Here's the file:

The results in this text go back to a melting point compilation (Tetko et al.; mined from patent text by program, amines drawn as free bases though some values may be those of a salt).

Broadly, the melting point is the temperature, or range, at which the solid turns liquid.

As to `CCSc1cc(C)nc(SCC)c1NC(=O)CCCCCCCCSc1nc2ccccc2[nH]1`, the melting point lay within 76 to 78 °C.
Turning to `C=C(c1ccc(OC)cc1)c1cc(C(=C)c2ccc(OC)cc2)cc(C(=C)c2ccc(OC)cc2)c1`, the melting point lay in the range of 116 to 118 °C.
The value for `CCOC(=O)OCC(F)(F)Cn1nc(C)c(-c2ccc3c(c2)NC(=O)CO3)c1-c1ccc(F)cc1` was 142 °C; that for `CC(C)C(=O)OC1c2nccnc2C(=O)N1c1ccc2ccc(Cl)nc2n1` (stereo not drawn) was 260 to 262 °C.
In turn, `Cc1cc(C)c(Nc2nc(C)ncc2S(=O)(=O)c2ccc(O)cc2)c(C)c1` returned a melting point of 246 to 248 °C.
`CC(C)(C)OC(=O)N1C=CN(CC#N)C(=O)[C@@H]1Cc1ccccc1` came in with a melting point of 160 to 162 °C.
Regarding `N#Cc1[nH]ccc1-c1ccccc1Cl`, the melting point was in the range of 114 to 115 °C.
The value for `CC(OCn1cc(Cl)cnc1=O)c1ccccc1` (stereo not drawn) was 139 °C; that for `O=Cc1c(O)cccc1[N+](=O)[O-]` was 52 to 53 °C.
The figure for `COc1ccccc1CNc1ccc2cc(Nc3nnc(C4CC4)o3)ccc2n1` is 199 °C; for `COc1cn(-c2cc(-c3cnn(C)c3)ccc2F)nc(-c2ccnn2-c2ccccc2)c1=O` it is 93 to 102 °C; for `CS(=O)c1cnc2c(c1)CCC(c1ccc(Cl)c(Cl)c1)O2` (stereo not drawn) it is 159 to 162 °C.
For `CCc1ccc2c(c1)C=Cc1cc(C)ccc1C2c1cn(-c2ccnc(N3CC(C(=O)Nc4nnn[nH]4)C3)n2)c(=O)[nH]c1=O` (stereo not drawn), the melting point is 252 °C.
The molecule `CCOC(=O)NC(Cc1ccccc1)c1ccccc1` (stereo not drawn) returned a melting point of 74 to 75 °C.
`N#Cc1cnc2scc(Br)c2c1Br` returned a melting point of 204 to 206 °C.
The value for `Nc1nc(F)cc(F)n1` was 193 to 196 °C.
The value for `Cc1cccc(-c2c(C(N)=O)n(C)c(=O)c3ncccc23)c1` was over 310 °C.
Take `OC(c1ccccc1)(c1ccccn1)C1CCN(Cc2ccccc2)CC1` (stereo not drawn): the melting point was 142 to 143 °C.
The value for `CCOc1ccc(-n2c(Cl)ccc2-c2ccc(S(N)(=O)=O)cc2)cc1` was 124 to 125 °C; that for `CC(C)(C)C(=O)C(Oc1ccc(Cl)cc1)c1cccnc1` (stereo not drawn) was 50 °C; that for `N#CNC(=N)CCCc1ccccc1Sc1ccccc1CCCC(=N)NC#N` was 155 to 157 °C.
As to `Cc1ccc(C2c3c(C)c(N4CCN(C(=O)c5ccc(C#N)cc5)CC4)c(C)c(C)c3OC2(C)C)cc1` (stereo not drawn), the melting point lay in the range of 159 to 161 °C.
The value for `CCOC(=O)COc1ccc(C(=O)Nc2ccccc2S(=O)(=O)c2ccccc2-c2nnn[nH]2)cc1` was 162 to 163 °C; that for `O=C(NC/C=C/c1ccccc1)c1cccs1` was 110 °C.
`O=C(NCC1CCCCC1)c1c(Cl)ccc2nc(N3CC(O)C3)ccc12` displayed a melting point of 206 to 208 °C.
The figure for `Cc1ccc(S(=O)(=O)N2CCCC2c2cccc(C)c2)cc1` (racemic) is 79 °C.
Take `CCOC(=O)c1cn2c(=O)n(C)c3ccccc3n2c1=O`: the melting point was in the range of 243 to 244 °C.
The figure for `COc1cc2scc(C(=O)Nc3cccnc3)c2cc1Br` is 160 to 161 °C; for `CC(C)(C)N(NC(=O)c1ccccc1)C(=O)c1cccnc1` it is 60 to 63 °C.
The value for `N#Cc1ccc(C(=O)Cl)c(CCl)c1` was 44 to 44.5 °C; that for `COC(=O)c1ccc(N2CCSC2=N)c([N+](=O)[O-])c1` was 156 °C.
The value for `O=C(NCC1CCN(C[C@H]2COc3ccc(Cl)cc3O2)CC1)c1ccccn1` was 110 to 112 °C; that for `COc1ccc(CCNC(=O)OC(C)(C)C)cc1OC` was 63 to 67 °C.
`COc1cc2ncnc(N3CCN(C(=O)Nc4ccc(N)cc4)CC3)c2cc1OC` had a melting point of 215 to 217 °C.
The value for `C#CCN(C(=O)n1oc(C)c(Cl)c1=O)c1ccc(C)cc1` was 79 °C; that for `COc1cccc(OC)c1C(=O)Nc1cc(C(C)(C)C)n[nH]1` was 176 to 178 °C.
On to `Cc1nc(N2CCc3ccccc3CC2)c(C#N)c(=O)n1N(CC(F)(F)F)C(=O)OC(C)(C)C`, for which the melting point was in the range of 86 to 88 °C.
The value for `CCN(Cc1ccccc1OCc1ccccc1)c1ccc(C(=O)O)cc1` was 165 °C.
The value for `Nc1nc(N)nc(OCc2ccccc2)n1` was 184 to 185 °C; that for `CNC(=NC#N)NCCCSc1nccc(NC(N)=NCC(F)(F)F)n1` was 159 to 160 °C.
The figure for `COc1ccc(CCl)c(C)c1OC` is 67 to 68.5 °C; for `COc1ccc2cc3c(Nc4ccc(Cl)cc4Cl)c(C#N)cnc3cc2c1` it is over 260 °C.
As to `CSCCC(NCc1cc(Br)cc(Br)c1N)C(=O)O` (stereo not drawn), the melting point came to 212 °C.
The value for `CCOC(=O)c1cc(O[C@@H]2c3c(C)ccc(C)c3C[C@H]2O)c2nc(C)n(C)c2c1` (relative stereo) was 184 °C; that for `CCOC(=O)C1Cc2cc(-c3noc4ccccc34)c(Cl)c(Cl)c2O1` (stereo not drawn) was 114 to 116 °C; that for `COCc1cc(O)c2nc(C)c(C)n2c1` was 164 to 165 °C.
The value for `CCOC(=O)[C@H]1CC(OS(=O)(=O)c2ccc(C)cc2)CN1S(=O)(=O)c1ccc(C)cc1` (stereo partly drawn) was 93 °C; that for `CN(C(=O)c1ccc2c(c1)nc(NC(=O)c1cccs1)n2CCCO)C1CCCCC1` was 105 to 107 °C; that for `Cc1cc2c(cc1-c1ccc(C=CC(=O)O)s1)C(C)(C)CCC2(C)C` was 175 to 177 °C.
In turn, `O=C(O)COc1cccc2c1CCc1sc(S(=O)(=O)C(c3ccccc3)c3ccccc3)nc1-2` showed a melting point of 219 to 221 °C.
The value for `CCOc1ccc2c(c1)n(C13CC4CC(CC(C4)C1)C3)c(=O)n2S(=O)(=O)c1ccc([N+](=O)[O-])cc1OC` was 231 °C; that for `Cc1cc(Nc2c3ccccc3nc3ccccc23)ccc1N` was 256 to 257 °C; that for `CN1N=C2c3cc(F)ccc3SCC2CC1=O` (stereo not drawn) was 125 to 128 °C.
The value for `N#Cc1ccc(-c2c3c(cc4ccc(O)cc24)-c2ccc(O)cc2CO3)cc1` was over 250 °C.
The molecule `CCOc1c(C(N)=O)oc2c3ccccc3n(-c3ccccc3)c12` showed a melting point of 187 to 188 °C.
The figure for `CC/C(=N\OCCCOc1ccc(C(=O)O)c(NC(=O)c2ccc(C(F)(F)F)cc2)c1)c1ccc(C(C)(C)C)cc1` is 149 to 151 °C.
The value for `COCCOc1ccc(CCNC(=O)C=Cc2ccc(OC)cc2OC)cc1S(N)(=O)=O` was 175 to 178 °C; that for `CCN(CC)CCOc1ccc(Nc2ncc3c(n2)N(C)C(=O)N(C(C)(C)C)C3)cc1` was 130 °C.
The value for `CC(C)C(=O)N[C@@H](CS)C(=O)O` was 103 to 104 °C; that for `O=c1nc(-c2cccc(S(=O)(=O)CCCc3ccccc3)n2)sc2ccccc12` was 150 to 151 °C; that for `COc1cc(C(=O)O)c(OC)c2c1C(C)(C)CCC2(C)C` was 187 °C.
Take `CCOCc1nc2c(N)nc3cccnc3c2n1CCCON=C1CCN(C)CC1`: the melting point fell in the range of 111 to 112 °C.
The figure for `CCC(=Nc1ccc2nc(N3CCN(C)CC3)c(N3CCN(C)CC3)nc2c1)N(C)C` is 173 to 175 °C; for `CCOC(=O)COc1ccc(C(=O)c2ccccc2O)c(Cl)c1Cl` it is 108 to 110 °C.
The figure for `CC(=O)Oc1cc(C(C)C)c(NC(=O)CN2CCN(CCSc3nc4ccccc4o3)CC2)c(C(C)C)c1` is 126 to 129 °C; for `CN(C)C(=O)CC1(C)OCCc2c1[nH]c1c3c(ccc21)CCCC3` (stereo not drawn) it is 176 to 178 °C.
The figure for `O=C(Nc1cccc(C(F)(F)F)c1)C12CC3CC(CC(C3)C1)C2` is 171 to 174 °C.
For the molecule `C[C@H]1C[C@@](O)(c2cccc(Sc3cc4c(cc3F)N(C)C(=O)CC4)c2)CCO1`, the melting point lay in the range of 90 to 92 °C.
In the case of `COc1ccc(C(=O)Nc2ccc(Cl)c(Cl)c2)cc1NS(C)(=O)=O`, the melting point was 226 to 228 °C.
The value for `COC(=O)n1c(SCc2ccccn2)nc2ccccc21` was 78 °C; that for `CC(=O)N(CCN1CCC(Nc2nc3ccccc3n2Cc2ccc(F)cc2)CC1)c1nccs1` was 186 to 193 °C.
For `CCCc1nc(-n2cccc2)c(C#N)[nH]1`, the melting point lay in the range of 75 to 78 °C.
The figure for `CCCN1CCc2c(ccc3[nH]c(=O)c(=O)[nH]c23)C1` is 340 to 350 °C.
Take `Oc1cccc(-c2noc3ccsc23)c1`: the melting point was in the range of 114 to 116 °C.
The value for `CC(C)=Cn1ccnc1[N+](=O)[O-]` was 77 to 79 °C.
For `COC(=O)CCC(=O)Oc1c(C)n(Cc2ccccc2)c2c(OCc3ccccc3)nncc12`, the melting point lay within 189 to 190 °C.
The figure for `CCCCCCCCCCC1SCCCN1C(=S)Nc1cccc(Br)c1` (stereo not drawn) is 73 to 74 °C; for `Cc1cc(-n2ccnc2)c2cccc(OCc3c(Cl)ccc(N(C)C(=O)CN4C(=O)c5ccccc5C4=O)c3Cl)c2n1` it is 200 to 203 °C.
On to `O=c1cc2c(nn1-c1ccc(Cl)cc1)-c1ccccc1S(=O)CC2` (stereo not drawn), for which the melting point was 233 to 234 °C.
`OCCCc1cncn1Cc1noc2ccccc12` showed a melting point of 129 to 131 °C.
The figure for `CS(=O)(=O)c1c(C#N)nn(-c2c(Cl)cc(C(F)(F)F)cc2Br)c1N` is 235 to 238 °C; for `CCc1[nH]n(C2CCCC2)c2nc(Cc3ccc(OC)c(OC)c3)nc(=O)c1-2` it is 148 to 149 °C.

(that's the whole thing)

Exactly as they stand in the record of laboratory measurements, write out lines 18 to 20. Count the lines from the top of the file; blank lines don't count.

As to `Cc1ccc(C2c3c(C)c(N4CCN(C(=O)c5ccc(C#N)cc5)CC4)c(C)c(C)c3OC2(C)C)cc1` (stereo not drawn), the melting point lay in the range of 159 to 161 °C.
The value for `CCOC(=O)COc1ccc(C(=O)Nc2ccccc2S(=O)(=O)c2ccccc2-c2nnn[nH]2)cc1` was 162 to 163 °C; that for `O=C(NC/C=C/c1ccccc1)c1cccs1` was 110 °C.
`O=C(NCC1CCCCC1)c1c(Cl)ccc2nc(N3CC(O)C3)ccc12` displayed a melting point of 206 to 208 °C.